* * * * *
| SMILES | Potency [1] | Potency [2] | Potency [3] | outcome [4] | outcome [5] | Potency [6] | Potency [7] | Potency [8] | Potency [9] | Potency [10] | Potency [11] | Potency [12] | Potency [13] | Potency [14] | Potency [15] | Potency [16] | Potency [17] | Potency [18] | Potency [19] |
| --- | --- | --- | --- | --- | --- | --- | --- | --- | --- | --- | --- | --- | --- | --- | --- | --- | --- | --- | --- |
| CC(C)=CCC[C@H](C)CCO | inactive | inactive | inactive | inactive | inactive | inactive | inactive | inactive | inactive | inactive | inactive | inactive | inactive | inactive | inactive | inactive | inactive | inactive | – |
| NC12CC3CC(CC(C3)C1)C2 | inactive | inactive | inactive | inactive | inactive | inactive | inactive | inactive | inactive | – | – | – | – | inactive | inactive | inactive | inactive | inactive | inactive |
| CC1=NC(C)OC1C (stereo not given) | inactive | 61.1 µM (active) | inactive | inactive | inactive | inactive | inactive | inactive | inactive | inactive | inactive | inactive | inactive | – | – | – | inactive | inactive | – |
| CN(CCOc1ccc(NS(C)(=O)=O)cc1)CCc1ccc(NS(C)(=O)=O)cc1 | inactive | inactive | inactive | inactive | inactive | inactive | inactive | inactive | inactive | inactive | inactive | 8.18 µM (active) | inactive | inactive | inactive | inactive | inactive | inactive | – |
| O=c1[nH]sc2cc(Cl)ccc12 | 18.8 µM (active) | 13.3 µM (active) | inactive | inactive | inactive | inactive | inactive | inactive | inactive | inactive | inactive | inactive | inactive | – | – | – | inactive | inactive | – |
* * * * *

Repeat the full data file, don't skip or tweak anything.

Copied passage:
| SMILES | Potency [1] | Potency [2] | Potency [3] | outcome [4] | outcome [5] | Potency [6] | Potency [7] | Potency [8] | Potency [9] | Potency [10] | Potency [11] | Potency [12] | Potency [13] | Potency [14] | Potency [15] | Potency [16] | Potency [17] | Potency [18] | Potency [19] |
| --- | --- | --- | --- | --- | --- | --- | --- | --- | --- | --- | --- | --- | --- | --- | --- | --- | --- | --- | --- |
| CC(C)=CCC[C@H](C)CCO | inactive | inactive | inactive | inactive | inactive | inactive | inactive | inactive | inactive | inactive | inactive | inactive | inactive | inactive | inactive | inactive | inactive | inactive | – |
| NC12CC3CC(CC(C3)C1)C2 | inactive | inactive | inactive | inactive | inactive | inactive | inactive | inactive | inactive | – | – | – | – | inactive | inactive | inactive | inactive | inactive | inactive |
| CC1=NC(C)OC1C (stereo not given) | inactive | 61.1 µM (active) | inactive | inactive | inactive | inactive | inactive | inactive | inactive | inactive | inactive | inactive | inactive | – | – | – | inactive | inactive | – |
| CN(CCOc1ccc(NS(C)(=O)=O)cc1)CCc1ccc(NS(C)(=O)=O)cc1 | inactive | inactive | inactive | inactive | inactive | inactive | inactive | inactive | inactive | inactive | inactive | 8.18 µM (active) | inactive | inactive | inactive | inactive | inactive | inactive | – |
| O=c1[nH]sc2cc(Cl)ccc12 | 18.8 µM (active) | 13.3 µM (active) | inactive | inactive | inactive | inactive | inactive | inactive | inactive | inactive | inactive | inactive | inactive | – | – | – | inactive | inactive | – |